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After a year and a half with our big guys, and a lot of great lessons in working with draft harness horses, I am considering expanding my horizons a bit and trying to teach my little mustang to drive. She has a solid riding foundation, and could use the extra work, and I figure it would be good for me to learn how on something smaller.

That being said, I love the idea of introducing the harness and moving her around in the round pen for a few days, then introducing her to pressure on the traces until she’s comfortable with that, then progressing to simulated shafts, then to light pulling, and so on. My actual question, though, is about the possibility/safety of hitching her to my best draft boy for her first real working lessons. I have seen several folks on the front porch take this approach, and since my big boy knows his voice commands, is very soft on the lines, and I’ve used him with several other (experienced) horses, it seems this would be the safest approach. The upside is that my little mustang mare can’t pull him around at all if she spooks. HOWEVER, she is 14 hands, and he is 18.2. Is that too drastic to hitch together just for introductory purposes (no real loads necessarily, maybe the wagon)? They would also have to use the draft tongue to do that, and she is so small, I worry that would be too much weight for her. Another option would be to just tie her to the hame of my big team when they are working. At least she would get exposure to commands and equipment behind her.

I would love to know your thoughts on that future aspect. I want to have a plan in mind before investing in her harness. I attached a photo of the two side by side to show the size difference. It’s when we were riding, but gives the idea.
Redgate says 2015-10-25 20:34:07 (CST)

Many folks have or use mismatched teams in a hitch. Your biggest concern would be adjusting your neck yoke so as the larger horse is not banging his knees against it. You may also want to adjust your check lines to keep them working evenly. This may take some trial and error. You may want to ground drive them a few times before attempting to hook to something. Good luck and have fun.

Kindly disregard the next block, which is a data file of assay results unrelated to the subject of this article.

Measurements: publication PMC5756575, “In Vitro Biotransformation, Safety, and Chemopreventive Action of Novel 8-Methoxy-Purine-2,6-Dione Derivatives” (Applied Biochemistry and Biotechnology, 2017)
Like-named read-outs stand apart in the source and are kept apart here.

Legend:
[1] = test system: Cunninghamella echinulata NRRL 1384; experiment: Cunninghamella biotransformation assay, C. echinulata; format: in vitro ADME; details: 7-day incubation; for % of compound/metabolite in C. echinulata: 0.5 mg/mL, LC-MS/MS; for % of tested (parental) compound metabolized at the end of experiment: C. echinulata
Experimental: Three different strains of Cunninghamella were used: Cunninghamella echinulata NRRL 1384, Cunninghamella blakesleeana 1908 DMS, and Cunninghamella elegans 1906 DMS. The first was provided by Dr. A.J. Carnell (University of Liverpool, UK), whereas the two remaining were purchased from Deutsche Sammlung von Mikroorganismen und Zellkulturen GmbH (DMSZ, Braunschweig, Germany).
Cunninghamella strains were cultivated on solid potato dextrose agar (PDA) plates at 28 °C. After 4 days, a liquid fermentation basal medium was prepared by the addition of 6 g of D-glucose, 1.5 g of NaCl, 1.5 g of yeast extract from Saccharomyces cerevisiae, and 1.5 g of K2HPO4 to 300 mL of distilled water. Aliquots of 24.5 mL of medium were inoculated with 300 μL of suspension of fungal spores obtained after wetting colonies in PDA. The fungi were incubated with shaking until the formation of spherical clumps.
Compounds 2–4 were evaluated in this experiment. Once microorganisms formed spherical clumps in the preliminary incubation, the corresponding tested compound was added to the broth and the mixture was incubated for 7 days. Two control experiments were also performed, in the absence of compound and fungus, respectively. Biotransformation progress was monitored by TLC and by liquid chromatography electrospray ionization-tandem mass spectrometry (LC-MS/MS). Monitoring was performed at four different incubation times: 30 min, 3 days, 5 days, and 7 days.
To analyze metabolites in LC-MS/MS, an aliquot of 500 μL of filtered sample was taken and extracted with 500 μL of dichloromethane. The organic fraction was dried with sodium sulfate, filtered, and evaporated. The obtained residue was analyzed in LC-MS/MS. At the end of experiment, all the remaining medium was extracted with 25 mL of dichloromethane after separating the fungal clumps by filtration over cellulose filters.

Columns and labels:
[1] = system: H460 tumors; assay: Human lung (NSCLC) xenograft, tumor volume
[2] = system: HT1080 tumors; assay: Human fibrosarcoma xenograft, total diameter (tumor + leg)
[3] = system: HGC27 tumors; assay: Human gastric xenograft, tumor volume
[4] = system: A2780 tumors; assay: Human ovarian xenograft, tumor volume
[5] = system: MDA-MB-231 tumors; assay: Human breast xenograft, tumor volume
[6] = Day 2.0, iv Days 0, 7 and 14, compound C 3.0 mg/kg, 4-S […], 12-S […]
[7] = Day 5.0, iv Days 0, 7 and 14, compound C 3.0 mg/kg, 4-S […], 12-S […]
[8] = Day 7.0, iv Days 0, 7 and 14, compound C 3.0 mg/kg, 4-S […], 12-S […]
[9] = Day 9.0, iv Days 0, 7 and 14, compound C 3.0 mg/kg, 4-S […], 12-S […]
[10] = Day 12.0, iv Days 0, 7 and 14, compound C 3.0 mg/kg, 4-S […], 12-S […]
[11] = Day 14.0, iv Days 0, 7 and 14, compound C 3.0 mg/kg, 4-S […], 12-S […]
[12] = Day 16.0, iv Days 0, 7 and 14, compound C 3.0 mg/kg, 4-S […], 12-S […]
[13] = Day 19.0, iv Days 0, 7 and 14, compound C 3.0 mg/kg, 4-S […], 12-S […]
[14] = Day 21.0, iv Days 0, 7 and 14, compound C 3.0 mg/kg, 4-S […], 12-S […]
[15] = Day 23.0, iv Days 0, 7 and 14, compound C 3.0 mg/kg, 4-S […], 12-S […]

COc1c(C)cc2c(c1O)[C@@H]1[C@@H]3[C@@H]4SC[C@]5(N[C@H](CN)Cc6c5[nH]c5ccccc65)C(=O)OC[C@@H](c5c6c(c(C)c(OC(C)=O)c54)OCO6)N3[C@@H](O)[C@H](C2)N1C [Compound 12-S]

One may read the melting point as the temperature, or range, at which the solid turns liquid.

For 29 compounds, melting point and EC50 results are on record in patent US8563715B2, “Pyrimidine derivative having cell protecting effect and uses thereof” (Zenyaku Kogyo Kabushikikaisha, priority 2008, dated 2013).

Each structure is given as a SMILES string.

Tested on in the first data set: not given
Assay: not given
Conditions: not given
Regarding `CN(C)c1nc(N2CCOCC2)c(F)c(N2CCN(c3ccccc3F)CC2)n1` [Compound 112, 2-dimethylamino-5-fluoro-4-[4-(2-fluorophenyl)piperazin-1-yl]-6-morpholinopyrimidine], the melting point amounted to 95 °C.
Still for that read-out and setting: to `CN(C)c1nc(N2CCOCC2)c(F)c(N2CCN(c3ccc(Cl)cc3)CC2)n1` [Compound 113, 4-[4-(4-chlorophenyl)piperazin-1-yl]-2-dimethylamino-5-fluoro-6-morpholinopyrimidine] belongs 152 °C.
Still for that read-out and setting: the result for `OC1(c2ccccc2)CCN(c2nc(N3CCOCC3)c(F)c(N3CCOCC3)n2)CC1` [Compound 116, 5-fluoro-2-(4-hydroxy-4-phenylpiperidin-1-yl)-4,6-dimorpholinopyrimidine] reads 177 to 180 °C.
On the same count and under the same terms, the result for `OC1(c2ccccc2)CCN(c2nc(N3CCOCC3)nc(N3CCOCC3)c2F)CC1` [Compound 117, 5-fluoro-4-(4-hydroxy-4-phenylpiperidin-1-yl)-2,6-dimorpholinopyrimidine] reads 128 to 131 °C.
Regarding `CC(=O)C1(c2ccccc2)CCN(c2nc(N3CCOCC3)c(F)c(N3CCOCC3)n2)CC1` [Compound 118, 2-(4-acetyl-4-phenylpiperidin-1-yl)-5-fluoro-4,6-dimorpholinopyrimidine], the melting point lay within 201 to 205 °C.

3 years ago via Forums | Front Porch Forum

wally b says 2015-10-26 09:01:27 (CST)

A good way to go would be to drive your little horse in a three abreast with the other two. Either way three or two, I think the most important variable is the evener. You should offset the evener so as to give the smaller horse less load, a lot less especially in the beginning. You can drill a few extra holes in appropriate places or you can use a stay chain off the broke horse's evener back to the load to let them do the work. If on a wagon or something that is a rolling load behind the horses if I could I would put the little horse in the hitch such that that horse isn't using its birchen on the tongue. You can also drag a lite tore or something behind the forecast or light wagon to help it keep from running up on the horses.

Good luck

wally b

3 years ago via Forums | Front Porch Forum

Klaus Karbaumer says 2015-10-27 10:43:06 (CST)

If you hitch two different -sized horses with great weight differences together, the length of the evener on either side of the tongue has to be fairly proportionate to the horses' weight in case you pull more weight than just a rolling light weight vehicle.
Horses which have to pull against much heavier horses on same length eveners in most cases tend to get quite agitated.

3 years ago via Forums | Front Porch Forum

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